Saint Felix of Bourges, Bishop
Not very much is known of this saint, but there can be no doubt regarding his historical existence or the veneration in which he was held by his contemporaries. St. Germanus of Paris officiated at his consecration; we cannot be sure of the exact date. St. Felix took part in the Council of Paris (A.D. 573), and Venantius Fortunatus addressed a little poem to him commending a golden pyx (turris) which he had had made for the reservation of the Eucharist. St. Felix is commemorated in the diocese of Bourges on January 1, but the year of his death cannot be accurately determined. His tomb was in the church of St. Austregisilus de Castro, outside the city walls. Twelve years after his death, as we learn from Gregory of Tours, the slab covering his remains was replaced by another of more precious material, The body was then found to be perfectly free from corruption, and numerous cures are said to have been obtained by those who drank water in which some of the dust of the old crumbling slab had been mingled.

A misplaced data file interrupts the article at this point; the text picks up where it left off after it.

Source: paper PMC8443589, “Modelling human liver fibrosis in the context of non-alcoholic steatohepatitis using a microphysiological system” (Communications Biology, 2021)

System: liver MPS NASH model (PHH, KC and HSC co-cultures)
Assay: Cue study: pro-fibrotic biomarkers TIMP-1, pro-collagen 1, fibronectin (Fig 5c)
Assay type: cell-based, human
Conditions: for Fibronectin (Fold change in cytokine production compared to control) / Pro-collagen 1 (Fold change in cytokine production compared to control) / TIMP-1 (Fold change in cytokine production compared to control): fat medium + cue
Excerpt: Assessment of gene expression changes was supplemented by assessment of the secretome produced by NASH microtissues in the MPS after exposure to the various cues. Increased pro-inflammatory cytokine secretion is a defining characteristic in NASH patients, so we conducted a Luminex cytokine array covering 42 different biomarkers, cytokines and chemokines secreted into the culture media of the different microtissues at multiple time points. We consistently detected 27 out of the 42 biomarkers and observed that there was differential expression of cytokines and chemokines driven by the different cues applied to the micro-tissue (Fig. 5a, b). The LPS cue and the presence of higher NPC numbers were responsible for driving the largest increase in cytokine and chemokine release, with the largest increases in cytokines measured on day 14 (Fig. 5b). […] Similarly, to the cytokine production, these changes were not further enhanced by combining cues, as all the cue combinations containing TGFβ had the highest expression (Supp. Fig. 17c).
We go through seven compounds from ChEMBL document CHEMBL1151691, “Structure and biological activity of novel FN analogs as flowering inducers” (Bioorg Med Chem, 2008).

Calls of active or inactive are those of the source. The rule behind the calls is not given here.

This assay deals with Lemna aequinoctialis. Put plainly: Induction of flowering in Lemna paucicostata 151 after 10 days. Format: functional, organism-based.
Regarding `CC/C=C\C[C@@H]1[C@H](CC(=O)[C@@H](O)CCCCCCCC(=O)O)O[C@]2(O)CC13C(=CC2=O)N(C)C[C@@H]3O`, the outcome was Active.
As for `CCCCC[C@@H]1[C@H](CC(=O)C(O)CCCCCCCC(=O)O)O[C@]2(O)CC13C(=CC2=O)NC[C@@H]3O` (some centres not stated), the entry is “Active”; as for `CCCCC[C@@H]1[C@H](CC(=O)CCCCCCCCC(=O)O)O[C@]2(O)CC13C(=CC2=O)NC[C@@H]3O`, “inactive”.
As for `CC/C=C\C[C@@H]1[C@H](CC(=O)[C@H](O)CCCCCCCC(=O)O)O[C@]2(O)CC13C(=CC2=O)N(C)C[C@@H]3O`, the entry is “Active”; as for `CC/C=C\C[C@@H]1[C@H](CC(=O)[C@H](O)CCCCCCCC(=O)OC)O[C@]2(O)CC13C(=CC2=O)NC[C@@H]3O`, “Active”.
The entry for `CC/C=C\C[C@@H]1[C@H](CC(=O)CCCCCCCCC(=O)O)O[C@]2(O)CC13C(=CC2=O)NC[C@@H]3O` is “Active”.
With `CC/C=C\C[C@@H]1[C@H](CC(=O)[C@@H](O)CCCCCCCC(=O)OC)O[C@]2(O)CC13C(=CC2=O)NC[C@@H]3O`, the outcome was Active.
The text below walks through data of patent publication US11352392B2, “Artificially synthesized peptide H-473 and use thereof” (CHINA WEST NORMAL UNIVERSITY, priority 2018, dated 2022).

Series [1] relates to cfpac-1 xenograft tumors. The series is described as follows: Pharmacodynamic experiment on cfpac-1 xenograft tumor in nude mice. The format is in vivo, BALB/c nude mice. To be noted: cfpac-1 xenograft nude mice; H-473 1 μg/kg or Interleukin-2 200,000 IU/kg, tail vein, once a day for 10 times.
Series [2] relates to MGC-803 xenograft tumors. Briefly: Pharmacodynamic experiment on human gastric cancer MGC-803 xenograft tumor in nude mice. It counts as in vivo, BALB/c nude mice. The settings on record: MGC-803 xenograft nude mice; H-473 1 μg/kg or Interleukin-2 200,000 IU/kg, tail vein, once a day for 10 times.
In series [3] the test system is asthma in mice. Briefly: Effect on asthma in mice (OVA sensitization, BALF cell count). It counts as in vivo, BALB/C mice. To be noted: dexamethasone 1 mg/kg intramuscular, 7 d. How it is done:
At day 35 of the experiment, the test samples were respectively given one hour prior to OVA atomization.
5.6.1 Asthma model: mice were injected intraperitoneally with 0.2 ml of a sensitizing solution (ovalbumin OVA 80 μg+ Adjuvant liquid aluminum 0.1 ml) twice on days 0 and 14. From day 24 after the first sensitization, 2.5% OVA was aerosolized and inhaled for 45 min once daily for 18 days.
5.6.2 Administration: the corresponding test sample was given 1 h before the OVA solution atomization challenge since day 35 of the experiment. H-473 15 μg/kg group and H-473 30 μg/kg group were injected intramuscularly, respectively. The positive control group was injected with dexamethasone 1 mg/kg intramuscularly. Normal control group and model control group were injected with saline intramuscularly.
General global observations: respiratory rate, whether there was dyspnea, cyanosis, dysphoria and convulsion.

See Duchesne, Fastes épiscopaux de l'ancienne Gaule, vol. lxxxviii, c. 473; in the text edited for MGH. By F. Leo this poem is printed as bk iii, no 20); and Gregory of Tours, In gloria confessorum, c. 102, in MGH., Scriptores Merov., vol. i.
Butler's Lives of The Saints, Herbert J. Thurston, S.J. and Donald Attwater
Nihil Obstat: PATRICIVS MORRIS, S.T.D., L.S.S., CENSOR DEPVTATVS.
Imprimatur: E. MORROGH BERNARD, VICARIVS GENERALIS
WESTMONASTERII: DIE XXIII FEBRVARII MCMLIII